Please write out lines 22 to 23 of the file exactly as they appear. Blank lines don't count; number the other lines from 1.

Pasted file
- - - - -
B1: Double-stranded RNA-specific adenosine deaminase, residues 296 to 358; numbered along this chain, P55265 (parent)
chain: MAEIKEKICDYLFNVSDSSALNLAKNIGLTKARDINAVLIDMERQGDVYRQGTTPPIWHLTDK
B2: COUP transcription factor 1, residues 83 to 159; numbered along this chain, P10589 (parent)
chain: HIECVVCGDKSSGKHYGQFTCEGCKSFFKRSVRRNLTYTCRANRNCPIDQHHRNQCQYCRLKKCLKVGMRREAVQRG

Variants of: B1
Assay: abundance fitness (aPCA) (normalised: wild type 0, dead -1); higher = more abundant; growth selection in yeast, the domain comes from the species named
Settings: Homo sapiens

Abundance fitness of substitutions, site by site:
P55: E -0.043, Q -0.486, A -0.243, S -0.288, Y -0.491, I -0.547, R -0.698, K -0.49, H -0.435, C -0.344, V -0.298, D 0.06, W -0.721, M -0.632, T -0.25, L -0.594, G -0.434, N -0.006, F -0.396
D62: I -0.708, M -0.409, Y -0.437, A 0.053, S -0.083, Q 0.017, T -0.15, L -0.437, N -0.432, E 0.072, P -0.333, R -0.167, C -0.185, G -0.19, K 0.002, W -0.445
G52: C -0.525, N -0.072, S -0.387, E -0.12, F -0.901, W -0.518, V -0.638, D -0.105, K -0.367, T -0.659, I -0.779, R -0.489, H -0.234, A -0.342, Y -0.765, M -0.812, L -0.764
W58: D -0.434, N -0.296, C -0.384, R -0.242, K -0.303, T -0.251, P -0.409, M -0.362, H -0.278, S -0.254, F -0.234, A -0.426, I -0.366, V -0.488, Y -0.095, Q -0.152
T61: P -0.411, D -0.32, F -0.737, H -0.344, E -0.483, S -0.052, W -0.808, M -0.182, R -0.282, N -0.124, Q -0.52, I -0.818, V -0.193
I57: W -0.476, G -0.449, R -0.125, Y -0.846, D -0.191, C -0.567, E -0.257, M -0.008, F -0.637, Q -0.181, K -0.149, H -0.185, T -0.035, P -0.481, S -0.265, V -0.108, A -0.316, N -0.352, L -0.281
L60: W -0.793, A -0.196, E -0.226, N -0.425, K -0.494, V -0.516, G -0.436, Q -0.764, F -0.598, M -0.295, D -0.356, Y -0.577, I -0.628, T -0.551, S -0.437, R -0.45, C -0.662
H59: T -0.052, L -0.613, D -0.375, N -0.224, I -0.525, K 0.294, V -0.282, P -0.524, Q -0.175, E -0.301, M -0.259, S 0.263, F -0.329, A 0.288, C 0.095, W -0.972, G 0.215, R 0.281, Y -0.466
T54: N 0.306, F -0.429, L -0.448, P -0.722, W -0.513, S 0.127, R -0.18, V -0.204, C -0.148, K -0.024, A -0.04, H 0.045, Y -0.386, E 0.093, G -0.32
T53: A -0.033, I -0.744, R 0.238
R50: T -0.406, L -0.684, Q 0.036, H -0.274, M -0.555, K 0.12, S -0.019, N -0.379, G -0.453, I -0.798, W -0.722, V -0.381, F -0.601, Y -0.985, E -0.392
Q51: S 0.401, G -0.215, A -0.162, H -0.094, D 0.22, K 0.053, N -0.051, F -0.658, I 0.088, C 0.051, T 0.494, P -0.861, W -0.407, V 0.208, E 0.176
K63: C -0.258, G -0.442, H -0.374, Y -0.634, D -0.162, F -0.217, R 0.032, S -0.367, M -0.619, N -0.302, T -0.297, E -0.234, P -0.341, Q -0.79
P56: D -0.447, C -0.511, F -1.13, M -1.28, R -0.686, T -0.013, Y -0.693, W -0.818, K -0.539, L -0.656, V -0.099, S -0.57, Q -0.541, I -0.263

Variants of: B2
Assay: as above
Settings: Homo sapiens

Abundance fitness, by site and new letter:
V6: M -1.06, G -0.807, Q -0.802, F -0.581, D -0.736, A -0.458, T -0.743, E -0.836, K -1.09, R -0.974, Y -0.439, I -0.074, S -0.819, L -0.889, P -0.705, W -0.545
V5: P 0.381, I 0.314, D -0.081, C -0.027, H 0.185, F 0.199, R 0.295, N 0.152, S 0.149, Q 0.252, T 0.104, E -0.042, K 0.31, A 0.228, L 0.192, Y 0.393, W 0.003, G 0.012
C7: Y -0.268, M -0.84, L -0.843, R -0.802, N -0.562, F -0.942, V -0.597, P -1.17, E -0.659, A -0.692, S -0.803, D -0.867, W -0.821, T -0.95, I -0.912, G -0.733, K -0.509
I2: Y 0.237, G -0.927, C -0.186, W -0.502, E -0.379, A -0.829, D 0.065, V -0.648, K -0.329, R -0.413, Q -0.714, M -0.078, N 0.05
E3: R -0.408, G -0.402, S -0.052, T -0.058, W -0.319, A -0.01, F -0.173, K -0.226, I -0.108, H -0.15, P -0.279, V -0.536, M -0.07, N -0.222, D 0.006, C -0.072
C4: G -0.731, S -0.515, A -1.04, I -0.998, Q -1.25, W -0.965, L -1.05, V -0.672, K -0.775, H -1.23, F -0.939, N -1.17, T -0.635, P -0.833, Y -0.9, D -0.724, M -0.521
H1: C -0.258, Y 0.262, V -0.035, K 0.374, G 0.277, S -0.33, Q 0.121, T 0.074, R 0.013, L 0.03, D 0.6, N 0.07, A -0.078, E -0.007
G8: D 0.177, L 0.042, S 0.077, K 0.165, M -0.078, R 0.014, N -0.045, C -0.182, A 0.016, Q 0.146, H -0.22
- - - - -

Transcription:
P56: D -0.447, C -0.511, F -1.13, M -1.28, R -0.686, T -0.013, Y -0.693, W -0.818, K -0.539, L -0.656, V -0.099, S -0.57, Q -0.541, I -0.263

Variants of: B2